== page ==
British author Jim Crace has long declared his intention to retire. In 2008, he said that he planned to be done with fiction by age 65. Now 67, and busting his own deadline by a couple of years, he has turned in his last novel.
That means that long-time Crace fans will approach the book with both anticipation and trepidation. There is the hope that the story will live up to expectations, especially since his last, The Pest House (2007), was a distinct disappointment.
But there is also the worry, given his stellar track record, that this might just end his career on a whimper rather than a bang.
So I am happy to report that while Harvest is no eye-popping fireworks display, it is an assured, masterly meditation that gathers power from its deliberately paced storytelling.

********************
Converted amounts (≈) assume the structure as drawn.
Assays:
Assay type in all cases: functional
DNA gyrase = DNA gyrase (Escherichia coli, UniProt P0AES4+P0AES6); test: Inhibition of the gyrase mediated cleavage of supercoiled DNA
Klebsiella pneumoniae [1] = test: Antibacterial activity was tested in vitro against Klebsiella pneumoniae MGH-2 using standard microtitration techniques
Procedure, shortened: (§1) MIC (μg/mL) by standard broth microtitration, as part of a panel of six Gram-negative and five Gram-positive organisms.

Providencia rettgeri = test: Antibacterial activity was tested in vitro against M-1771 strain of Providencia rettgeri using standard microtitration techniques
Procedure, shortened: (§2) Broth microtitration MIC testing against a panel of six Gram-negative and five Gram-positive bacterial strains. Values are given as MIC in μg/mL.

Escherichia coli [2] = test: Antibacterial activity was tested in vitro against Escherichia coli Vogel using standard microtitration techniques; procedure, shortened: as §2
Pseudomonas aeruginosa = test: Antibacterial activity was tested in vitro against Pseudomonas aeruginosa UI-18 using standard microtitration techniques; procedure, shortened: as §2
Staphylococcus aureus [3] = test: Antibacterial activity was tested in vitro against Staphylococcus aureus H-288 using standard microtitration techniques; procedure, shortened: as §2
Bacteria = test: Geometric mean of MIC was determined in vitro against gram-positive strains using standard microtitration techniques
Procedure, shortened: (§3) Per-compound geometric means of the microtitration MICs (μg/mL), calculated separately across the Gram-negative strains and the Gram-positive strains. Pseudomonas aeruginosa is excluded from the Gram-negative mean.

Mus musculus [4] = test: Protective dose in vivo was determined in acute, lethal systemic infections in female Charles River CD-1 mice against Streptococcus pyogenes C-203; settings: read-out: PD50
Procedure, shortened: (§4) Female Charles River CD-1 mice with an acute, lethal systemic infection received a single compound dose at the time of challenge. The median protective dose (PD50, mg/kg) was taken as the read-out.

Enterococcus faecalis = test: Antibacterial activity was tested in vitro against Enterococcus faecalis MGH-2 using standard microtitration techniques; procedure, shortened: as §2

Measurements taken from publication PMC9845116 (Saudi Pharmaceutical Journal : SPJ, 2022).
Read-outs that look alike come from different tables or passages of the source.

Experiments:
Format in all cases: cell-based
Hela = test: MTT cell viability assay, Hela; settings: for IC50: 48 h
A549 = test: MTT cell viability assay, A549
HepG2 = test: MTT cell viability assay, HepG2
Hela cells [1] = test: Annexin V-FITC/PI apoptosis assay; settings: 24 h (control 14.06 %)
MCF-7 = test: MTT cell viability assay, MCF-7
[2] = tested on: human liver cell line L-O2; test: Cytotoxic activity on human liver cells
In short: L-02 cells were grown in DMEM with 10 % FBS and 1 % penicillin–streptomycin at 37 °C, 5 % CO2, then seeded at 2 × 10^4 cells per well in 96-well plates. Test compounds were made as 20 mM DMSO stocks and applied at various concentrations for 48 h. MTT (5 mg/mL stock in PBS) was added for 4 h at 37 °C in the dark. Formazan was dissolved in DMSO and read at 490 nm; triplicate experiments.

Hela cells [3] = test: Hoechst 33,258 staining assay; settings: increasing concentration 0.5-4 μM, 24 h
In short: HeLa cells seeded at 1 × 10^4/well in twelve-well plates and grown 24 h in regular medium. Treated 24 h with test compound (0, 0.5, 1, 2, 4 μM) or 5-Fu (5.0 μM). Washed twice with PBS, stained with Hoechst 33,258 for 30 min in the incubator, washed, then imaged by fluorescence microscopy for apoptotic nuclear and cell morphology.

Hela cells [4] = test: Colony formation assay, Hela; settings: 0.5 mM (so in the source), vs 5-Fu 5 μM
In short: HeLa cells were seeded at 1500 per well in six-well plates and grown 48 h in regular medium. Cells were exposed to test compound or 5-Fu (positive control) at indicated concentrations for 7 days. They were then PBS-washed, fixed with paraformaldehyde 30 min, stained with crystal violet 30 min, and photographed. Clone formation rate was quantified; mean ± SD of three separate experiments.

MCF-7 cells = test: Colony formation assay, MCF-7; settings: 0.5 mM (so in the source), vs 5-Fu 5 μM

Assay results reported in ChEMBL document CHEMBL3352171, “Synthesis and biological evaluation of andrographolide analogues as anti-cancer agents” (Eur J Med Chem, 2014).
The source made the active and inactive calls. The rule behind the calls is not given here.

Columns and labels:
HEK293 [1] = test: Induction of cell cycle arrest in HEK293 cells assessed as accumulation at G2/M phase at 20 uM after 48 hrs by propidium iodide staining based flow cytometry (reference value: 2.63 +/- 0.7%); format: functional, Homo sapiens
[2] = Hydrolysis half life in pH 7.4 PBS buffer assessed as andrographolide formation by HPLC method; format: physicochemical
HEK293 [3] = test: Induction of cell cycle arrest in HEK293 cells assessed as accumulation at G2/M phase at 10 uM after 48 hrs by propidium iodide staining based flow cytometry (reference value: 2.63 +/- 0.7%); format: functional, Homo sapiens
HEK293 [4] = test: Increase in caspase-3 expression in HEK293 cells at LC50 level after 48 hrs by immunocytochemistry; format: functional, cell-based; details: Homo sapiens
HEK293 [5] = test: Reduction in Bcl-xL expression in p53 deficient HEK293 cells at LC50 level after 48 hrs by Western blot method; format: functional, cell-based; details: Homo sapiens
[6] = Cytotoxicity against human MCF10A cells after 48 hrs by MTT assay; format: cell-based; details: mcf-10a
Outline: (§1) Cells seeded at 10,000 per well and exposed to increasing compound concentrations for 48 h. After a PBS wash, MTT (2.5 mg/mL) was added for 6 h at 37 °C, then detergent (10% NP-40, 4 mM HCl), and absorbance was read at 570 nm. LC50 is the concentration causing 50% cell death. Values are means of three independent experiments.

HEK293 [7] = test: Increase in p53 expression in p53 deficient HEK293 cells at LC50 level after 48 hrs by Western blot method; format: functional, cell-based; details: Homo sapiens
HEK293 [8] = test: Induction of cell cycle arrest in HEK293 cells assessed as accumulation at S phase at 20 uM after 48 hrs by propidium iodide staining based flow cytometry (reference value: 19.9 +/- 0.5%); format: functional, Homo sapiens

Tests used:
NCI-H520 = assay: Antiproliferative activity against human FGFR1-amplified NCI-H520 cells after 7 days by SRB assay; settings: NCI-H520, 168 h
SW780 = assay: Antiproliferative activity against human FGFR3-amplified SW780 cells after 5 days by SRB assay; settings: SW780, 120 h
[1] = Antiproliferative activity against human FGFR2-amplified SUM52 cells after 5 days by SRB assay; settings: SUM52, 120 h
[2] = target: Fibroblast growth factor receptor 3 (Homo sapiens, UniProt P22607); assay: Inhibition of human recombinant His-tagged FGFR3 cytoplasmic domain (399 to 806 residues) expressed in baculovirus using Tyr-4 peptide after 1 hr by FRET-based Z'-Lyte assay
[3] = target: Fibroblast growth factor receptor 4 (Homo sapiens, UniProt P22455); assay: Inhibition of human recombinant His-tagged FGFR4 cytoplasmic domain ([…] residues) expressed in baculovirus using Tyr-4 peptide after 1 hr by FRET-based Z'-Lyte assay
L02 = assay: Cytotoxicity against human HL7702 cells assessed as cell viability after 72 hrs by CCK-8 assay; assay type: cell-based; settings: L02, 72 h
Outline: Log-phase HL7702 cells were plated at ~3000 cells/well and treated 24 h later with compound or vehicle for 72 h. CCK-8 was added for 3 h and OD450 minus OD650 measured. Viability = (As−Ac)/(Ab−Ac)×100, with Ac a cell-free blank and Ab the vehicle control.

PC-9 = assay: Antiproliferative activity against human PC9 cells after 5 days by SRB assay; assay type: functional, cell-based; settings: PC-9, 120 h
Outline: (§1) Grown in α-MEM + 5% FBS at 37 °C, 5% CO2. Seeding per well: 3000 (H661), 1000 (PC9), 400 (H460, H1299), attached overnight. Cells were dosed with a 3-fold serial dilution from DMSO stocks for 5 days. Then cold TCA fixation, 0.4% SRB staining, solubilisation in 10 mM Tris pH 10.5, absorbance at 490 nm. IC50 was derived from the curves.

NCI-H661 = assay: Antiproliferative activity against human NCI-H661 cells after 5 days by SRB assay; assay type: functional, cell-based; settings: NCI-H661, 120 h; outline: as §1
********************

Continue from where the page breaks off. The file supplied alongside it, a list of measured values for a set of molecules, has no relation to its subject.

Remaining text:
In classic Crace fashion, the setting is a mythic village that gains immediacy through the specifics of its creation.
As a storyteller, Crace excels at the tiny details that give form and substance to his creations. Harvest delineates the rhythms of life in a classic English farming community, unmoored in time, but anchored in ancient rituals of planting and harvesting.
This way of life is seen through the eyes of the narrator, Walter Thirsk, a widower who married into the village and is at once a part of it and apart from it.
The village is on the verge of momentous change - Master Kent who rules this patch of countryside has brought in a new man, Mr Quill, who is charting the hills and vales of the terrain. While most of the villagers are still unaware, content in their routine, Thirsk scents change and is uneasy.